Los Angeles (AP) – Ketchup, mustard, two pickles. In John Lee Hancock’s “The Founder,” about Ray Kroc and the making of McDonald’s, the ingredients for success are ruthlessly simple.
When Kroc (Michael Keaton), a struggling traveling salesmen selling milkshake mixers, first beelines to San Bernardino, California, in 1954 to get a look at Dick (Nick Offerman) and Mac (John Carroll Lynch) McDonald’s burger joint, he stands agog at the counter. Moments after he orders, Kroc is handed his burger and fries in a bag, but he might as well have been flame-grilled by lightning. “But I just ordered,” he stutters.
Kroc quickly recognizes the revolutionary power of the McDonalds’ restaurant and becomes its franchise-driver and the pre-eminent proselytizer of an empire built on burgers. The arches, an invention of Dick’s just like its other innovations, will spread “from sea to shining sea,” Kroc vows. As a gathering place for families, it will be “the new American church, open seven days a week,” he says.
“It requires a certain kind of mind to see the beauty in a hamburger bun,” wrote David Halberstam of the minds behind McDonalds in “The Fifties.” Of course, the genius behind McDonald’s lied largely with Dick McDonald, who engineered the “speedee service system” of its assembly line-like kitchen, designed its layout and focused its tiny menu.
But the ironically titled “The Founder” is not about him. It’s about Kroc, a hard-drinking, slightly shifty Illinois salesman who took the idea of the McDonalds and spread it around the world through sheer (and sometimes unscrupulous) force of will and savvy standardization. In the opening scenes, Kroc, struggling to eke out a living on the road, faithfully listens to Norman Vincent Peale’s “The Power of Positive Thinking.” ”Persistence, determination alone are all powerful,” Kroc absorbs.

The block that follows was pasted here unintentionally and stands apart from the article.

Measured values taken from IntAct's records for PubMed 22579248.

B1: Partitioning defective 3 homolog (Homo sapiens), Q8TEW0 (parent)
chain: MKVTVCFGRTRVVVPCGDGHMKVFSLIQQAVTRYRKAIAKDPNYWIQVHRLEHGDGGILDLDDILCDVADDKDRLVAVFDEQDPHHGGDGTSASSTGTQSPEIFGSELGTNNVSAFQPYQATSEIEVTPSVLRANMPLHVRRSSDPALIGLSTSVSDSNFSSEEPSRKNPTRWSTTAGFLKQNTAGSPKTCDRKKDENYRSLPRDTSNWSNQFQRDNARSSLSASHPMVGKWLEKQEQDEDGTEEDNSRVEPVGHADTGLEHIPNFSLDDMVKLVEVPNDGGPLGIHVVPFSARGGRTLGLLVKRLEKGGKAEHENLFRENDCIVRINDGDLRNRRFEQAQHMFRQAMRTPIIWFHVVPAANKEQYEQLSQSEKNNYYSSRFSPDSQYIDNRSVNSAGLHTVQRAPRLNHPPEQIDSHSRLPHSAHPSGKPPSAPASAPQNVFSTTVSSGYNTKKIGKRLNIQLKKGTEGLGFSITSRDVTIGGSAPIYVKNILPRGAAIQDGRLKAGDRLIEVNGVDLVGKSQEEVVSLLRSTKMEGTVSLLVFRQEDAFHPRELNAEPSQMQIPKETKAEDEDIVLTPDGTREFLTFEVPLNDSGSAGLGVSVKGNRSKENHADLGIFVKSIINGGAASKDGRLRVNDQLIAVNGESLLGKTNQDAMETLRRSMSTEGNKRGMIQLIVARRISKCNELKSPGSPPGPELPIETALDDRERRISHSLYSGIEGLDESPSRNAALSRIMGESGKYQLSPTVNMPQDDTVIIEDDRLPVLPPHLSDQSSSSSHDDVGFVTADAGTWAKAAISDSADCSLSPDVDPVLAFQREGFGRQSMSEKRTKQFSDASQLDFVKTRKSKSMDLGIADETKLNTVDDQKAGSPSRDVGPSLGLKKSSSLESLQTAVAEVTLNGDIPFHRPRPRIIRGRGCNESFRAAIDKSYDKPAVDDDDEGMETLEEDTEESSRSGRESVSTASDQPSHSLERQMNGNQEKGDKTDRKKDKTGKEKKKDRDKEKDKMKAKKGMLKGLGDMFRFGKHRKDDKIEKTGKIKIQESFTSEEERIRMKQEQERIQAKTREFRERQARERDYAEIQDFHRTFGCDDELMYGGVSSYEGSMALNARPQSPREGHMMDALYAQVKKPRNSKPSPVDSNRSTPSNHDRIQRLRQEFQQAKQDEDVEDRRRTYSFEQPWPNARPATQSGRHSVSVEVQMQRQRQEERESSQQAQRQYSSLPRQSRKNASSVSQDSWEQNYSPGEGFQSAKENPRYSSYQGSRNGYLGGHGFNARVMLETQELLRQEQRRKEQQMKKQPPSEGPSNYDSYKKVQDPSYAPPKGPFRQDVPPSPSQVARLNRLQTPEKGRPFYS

“The Founder” is a quintessentially post-war American story about a self-made man largely made by others. Kroc, who died in 1984, fashioned himself as the “big picture” visionary to the McDonald brothers’ enterprise. Though McDonald’s had by 1954 already sold 21 franchises, Kroc’s zeal for expansion was compulsive and it turned him into a billionaire.
The McDonald brothers quickly realize, as Dick says, that they’ve let a wolf in the hen house. They begin fighting over issues that in their world are of massive importance, like milkshakes. Defending his high standards, Dick warns of “crass commercialism” infecting the franchise, and somewhere, Ronald McDonald chokes on a Big Mac.
But Kroc outmaneuvers them and eventually takes control of the company, leaving the run-over McDonalds to stare blankly at the yellow-and-red Frankenstein they’ve created. “I’m national,” a swelling Kroc declares. “You’re local.”
Yet if there’s any tragedy in “The Founder,” it’s not in the fate of the McDonald brothers but in Kroc’s success. The film is penned by Robert D. Siegel, whose “The Wrestler” and “Big Fan” also reflected the dark underbellies of American dreams. But “The Founder,” like its subject, is a little mechanical and a little too timid to really take a bite out of McDonald’s. It’s less a full meal than a drive-thru order.
Hancock’s film stays laser-focused on Kroc, and with the naturally appealing Keaton playing him, our sympathies initially slide toward him. But unease steadily creeps in, especially as Kroc, while espousing the virtues of family, callously jettisons his quietly steadfast wife (Laura Dern) for another man’s (Linda Cardellini). The bad taste of day-old McNuggets begins to form in our mouths as our hero turns villain, and a successful one at that.
Keaton chomps on the role, a Willy Loman who strikes it rich. Like Bryan Cranston on “Breaking Bad,” we can see the wheels turning behind his eyes in his step-by-step drive for power, albeit selling a slightly healthier product than Walter White peddled.
The frightful thing about “The Founder,” though, is that for all Kroc’s back-stabbing and double-crossing, he’s right. Remorseless brutality, just like fresh buns, turns out to be a necessary ingredient in business. Would you like fries with that?
“The Founder,” a Weinstein Co. release, is rated PG-13 by the Motion Picture Association of America for “brief strong language.” Running time: 115 minutes. Three stars out of four.